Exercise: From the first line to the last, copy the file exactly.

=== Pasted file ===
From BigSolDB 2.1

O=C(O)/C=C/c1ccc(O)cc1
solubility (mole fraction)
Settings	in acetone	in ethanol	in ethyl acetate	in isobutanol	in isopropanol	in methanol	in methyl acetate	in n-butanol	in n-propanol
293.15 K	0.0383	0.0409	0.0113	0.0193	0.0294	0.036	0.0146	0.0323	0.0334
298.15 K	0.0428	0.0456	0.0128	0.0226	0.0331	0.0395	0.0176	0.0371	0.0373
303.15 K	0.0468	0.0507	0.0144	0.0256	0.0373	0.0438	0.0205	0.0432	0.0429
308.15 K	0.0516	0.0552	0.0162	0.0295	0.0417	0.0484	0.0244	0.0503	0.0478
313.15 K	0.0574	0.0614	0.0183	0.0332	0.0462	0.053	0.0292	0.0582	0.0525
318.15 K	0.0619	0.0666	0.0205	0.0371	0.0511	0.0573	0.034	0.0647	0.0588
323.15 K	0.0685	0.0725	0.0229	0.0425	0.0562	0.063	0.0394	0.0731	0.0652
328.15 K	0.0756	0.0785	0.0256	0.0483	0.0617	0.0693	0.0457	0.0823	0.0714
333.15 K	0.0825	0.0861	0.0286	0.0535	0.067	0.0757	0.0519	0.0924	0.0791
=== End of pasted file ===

From BigSolDB 2.1

O=C(O)/C=C/c1ccc(O)cc1
solubility (mole fraction)
Settings	in acetone	in ethanol	in ethyl acetate	in isobutanol	in isopropanol	in methanol	in methyl acetate	in n-butanol	in n-propanol
293.15 K	0.0383	0.0409	0.0113	0.0193	0.0294	0.036	0.0146	0.0323	0.0334
298.15 K	0.0428	0.0456	0.0128	0.0226	0.0331	0.0395	0.0176	0.0371	0.0373
303.15 K	0.0468	0.0507	0.0144	0.0256	0.0373	0.0438	0.0205	0.0432	0.0429
308.15 K	0.0516	0.0552	0.0162	0.0295	0.0417	0.0484	0.0244	0.0503	0.0478
313.15 K	0.0574	0.0614	0.0183	0.0332	0.0462	0.053	0.0292	0.0582	0.0525
318.15 K	0.0619	0.0666	0.0205	0.0371	0.0511	0.0573	0.034	0.0647	0.0588
323.15 K	0.0685	0.0725	0.0229	0.0425	0.0562	0.063	0.0394	0.0731	0.0652
328.15 K	0.0756	0.0785	0.0256	0.0483	0.0617	0.0693	0.0457	0.0823	0.0714
333.15 K	0.0825	0.0861	0.0286	0.0535	0.067	0.0757	0.0519	0.0924	0.0791